Due to the current Covid-19 situation, a maximum of 200 visitors are allowed on the artificially-iced track Eistraum Davos. Public ice skating in the training hall is currently not possible, and masks and the usual hygiene measures are compulsory. You can find more information about the current protective measures on our Covid-19 info page.Learn more
Curling the granite stone over polished ice into the house is an art in itself, and is enjoying increasing popularity. Curling explained in brief: The teams attempt to play the stones as close as possible to the "house" in 6, 8 or 10 rounds. One point is awarded for every stone that lies closer to the "house" than the opponent's stones.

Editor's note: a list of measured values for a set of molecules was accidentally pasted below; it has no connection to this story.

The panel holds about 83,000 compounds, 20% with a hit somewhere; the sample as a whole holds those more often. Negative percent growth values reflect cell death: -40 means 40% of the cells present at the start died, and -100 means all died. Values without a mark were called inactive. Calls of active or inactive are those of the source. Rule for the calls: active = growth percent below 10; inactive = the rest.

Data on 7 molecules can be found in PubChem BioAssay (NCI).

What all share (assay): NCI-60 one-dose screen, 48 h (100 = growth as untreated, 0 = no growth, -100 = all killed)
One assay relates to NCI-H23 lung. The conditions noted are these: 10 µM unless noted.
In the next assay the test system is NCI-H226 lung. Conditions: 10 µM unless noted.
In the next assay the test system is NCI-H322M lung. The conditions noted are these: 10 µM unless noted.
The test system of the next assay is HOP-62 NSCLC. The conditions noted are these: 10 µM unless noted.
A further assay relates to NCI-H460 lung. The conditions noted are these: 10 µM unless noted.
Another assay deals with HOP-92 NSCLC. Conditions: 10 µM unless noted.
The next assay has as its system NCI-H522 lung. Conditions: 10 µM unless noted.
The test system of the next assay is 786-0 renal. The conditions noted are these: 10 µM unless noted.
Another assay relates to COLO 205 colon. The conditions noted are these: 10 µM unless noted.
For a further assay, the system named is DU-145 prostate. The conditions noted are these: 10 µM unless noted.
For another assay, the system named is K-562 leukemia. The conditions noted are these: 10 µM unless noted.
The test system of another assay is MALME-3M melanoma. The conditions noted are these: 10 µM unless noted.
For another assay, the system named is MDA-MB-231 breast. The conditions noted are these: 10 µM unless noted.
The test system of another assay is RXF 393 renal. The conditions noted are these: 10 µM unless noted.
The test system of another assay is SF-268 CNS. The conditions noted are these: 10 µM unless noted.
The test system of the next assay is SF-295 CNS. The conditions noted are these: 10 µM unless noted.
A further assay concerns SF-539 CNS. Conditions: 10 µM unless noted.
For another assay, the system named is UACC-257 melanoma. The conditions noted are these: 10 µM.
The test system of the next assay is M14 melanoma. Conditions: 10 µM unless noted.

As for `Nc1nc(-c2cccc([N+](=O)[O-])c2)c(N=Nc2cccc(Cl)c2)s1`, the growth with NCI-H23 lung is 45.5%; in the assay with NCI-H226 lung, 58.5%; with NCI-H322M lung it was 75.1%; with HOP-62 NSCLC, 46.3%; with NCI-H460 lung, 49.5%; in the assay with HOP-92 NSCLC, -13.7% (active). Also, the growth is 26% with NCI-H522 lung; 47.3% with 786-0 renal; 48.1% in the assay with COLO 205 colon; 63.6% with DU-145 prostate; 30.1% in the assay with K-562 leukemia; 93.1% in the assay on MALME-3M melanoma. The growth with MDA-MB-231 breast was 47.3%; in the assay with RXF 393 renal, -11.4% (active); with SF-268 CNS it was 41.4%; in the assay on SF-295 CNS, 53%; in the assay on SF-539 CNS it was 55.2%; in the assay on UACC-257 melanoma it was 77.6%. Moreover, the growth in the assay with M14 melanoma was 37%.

Bavarian curling is one of the oldest winter sports in the world. In the 16th century it was primarily farmers and craftsmen who ventured onto the ice and passed the winter days in this way. The sport requires that the ice stock (or Bavarian curling stone) glide across the ice. In terms of equipment it is recommended that leather-soled shoes are not worn. Bavarian curling explained in brief: The aim of Bavarian curling is to position the team's ice stocks as close to the tee as possible over the course of 6 rounds. This requires a great deal of patience on the ice! After all, who doesn't enjoy knocking the opponent out of play shortly before they win the game?